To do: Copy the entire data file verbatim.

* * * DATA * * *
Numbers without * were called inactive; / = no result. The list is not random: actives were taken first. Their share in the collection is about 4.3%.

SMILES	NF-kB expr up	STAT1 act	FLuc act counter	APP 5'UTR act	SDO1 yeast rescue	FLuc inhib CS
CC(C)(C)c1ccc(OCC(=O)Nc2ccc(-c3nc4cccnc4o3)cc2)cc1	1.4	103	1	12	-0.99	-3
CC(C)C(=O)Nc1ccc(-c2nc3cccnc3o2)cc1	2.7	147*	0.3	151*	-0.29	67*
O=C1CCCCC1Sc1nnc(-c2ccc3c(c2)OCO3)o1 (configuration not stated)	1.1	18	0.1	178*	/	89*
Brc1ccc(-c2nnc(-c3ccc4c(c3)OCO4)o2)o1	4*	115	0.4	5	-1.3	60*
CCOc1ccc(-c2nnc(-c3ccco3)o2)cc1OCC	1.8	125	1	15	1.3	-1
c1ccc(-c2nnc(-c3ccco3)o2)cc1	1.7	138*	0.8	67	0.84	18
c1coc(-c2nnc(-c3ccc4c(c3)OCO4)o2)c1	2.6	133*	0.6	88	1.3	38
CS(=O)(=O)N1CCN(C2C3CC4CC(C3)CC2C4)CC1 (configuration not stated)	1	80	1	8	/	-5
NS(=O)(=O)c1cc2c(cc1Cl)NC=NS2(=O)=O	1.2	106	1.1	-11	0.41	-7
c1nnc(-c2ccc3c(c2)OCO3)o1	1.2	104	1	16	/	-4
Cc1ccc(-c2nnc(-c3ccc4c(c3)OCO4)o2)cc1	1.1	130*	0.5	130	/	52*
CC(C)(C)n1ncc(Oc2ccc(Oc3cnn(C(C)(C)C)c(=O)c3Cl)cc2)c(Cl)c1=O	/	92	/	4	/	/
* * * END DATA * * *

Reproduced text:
Numbers without * were called inactive; / = no result. The list is not random: actives were taken first. Their share in the collection is about 4.3%.

SMILES	NF-kB expr up	STAT1 act	FLuc act counter	APP 5'UTR act	SDO1 yeast rescue	FLuc inhib CS
CC(C)(C)c1ccc(OCC(=O)Nc2ccc(-c3nc4cccnc4o3)cc2)cc1	1.4	103	1	12	-0.99	-3
CC(C)C(=O)Nc1ccc(-c2nc3cccnc3o2)cc1	2.7	147*	0.3	151*	-0.29	67*
O=C1CCCCC1Sc1nnc(-c2ccc3c(c2)OCO3)o1 (configuration not stated)	1.1	18	0.1	178*	/	89*
Brc1ccc(-c2nnc(-c3ccc4c(c3)OCO4)o2)o1	4*	115	0.4	5	-1.3	60*
CCOc1ccc(-c2nnc(-c3ccco3)o2)cc1OCC	1.8	125	1	15	1.3	-1
c1ccc(-c2nnc(-c3ccco3)o2)cc1	1.7	138*	0.8	67	0.84	18
c1coc(-c2nnc(-c3ccc4c(c3)OCO4)o2)c1	2.6	133*	0.6	88	1.3	38
CS(=O)(=O)N1CCN(C2C3CC4CC(C3)CC2C4)CC1 (configuration not stated)	1	80	1	8	/	-5
NS(=O)(=O)c1cc2c(cc1Cl)NC=NS2(=O)=O	1.2	106	1.1	-11	0.41	-7
c1nnc(-c2ccc3c(c2)OCO3)o1	1.2	104	1	16	/	-4
Cc1ccc(-c2nnc(-c3ccc4c(c3)OCO4)o2)cc1	1.1	130*	0.5	130	/	52*
CC(C)(C)n1ncc(Oc2ccc(Oc3cnn(C(C)(C)C)c(=O)c3Cl)cc2)c(Cl)c1=O	/	92	/	4	/	/